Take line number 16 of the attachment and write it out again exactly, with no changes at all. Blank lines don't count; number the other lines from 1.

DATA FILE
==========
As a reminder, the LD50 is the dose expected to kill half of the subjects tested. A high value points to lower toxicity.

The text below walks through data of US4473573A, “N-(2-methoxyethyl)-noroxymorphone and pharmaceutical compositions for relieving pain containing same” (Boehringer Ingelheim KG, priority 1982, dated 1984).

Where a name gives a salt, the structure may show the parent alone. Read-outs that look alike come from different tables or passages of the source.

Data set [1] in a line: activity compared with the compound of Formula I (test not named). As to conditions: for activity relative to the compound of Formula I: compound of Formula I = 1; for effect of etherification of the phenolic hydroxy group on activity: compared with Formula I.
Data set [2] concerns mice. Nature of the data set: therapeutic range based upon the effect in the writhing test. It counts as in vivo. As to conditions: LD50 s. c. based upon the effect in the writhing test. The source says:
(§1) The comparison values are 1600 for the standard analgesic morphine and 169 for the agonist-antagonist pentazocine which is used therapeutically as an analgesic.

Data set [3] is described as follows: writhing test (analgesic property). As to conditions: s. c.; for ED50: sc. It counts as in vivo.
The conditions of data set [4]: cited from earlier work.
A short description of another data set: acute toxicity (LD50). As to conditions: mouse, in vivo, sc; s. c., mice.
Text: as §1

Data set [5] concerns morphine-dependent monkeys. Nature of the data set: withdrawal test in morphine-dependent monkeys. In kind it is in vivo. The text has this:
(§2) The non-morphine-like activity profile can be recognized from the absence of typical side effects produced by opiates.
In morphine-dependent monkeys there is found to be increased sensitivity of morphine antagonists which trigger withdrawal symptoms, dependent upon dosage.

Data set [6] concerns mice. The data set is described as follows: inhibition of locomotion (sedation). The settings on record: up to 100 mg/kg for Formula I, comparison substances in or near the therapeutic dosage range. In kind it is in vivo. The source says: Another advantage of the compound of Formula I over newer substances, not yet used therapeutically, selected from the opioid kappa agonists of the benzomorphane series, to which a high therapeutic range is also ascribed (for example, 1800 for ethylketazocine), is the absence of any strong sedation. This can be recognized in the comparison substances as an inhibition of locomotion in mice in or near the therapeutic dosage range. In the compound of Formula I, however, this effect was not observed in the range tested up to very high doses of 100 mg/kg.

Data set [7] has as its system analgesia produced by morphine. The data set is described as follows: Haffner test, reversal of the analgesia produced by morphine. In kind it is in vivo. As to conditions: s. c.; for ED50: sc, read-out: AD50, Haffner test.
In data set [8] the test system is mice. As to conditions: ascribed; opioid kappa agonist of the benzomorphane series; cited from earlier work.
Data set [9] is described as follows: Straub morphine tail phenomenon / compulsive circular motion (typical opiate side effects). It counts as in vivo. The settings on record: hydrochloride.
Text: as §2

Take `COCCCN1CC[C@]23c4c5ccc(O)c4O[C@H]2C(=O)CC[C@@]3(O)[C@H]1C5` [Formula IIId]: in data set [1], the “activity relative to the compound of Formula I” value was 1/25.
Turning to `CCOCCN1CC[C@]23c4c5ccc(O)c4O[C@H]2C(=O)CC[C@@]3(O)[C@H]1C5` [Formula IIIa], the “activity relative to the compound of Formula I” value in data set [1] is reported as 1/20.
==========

In data set [8] the test system is mice. As to conditions: ascribed; opioid kappa agonist of the benzomorphane series; cited from earlier work.